This post originally appeared on Haphazard.Business blog on 21 November 2022
Students from The Bartlett, UCL’s Faculty of the Built Environment, spent four days at the Fourth Portal. Using emotional mapping software, students engage people in Great Yarmouth to gauge body reactions to the built environment when walking around the town.
Students and lecturers from UCL The Bartlett Unit 8, Engineering and Architectural Design MEng (MEAD) arrived in Great Yarmouth on Tuesday, 8th November 2022. Establishing themselves at the Fourth Portal, the four-day exercise encouraged public engagement using emotional mapping technology.
Unit 8, Engineering and Architectural Design in Market Row, Great Yarmouth
Catch The Tide Museum. Read about this important Great Yarmouth asset here.
Day one: Students and lecturers arrive in Great Yarmouth
The group began their stay with an enjoyable visit to the Time and Tide museum before walking across Great Yarmouth as darkness fell. Arriving at the Fourth Portal, they met Gillian Harwood, owner of the buildings where the hub is situated. An overview and introduction to Great Yarmouth followed.
Fourth Portal invitation October-November 2022.
Day two: Guided tours and meeting local people
Students had two guided tours of historic Great Yarmouth before gathering at the Fourth Portal for an evening event. In the weeks leading up to the visit, the Fourth Portal team had been contacting local businesses, institutions and groups with an open invitation.
Students meet local people and discuss Great Yarmouth at the Fourth Portal.
A range of local people came to discuss the town, including the principal of East Coast College and the chair of the Civic Society. The locally made short film, Love Letter to Row 116 was shown followed by a Q&A with the filmmaker, Karl Trosclair. Enjoyable conversations continued late into the evening. The feedback from attendees and students was positive.
Arduino emotional mapping devices.
Day three: Emotional mapping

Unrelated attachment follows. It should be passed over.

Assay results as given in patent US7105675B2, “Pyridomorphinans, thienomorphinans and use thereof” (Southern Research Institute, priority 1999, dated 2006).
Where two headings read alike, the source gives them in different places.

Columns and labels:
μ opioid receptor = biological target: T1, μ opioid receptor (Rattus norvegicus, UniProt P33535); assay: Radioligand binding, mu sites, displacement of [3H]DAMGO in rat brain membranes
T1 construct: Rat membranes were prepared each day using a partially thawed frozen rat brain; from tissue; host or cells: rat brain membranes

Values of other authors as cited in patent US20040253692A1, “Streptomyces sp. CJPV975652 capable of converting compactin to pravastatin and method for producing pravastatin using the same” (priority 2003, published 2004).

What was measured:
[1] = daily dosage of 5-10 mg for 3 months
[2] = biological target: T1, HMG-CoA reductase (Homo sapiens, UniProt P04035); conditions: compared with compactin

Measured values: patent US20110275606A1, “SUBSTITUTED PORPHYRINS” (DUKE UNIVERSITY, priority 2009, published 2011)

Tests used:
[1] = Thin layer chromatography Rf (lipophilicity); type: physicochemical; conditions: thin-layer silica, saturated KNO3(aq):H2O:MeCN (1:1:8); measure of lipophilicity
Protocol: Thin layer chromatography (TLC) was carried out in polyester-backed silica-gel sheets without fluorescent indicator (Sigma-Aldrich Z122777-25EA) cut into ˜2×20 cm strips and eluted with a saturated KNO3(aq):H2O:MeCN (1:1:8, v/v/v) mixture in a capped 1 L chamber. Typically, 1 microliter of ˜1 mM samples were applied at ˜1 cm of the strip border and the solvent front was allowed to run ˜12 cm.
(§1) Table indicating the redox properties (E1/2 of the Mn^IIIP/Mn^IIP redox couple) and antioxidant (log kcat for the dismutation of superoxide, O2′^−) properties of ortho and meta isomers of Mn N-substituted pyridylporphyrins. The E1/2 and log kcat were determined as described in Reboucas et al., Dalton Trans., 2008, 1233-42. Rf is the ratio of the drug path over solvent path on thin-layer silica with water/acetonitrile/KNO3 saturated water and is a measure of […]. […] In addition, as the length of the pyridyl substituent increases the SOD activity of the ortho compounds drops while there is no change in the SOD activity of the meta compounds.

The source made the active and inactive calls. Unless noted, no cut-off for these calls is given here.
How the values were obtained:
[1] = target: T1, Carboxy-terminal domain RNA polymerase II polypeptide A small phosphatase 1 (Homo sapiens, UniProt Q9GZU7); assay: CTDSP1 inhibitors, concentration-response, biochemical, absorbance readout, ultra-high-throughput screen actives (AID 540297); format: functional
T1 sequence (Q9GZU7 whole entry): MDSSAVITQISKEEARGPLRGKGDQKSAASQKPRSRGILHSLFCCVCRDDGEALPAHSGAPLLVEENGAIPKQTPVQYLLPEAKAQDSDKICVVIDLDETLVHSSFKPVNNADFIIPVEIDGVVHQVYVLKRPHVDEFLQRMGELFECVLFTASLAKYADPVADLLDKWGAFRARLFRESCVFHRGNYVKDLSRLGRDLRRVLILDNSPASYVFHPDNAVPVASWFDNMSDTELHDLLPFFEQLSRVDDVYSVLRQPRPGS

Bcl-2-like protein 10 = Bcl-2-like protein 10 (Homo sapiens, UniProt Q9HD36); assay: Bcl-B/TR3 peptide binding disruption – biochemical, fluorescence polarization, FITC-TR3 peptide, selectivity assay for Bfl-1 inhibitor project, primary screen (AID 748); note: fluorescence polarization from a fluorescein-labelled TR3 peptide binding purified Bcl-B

Students employed the open-source electronic prototyping platform Arduino to construct emotional maps of Great Yarmouth. The Arduino proved fascinating to everyone coming into the Fourth Portal; even the students seemed excited.
What is Arduino?
“Arduino designs, manufactures, and supports electronic devices and software, allowing people around the world to easily access advanced technologies that interact with the physical world. Our products are straightforward, simple, and powerful, ready to satisfy users’ needs from students to makers and all the way to professional developers.” https://www.arduino.cc/
Volunteers and students set off on different walks.
Analysing the data
Students worked late into the evening on the data they had gathered. Not all the Arduino boxes worked as was hoped. Data was interrupted for several reasons, including loss of GPS connection. As frustrating as it was for the students, enough data was collected for the exercise and to present results on day 4.
Students analysed data from the emotional mapping walks.
Day four: Presenting results
Day four saw the Fourth Portal mind space transformed into a room for student presentations. Each student group presented their findings to professors back at UCL in London. The 3D models provided a fascinating insight into how people react when walking around Great Yarmouth.
Presentations and 3D emotional mapping visualisation of Great Yarmouth.
Great Yarmouth would benefit from an extensive study using such technology as Arduino. Engaging a large sample of local people and those new to the town could provide a deeper understanding of what the citizens of Great Yarmouth feel about their hometown. Such an undertaking could be a positive step toward addressing some of the many issues the town suffers.
The UCL students also had a direct beneficial impact on the income of local businesses, particularly accommodation, restaurants and gift establishments. The Fourth Portal will encourage more academic partners to visit Great Yarmouth over the coming year.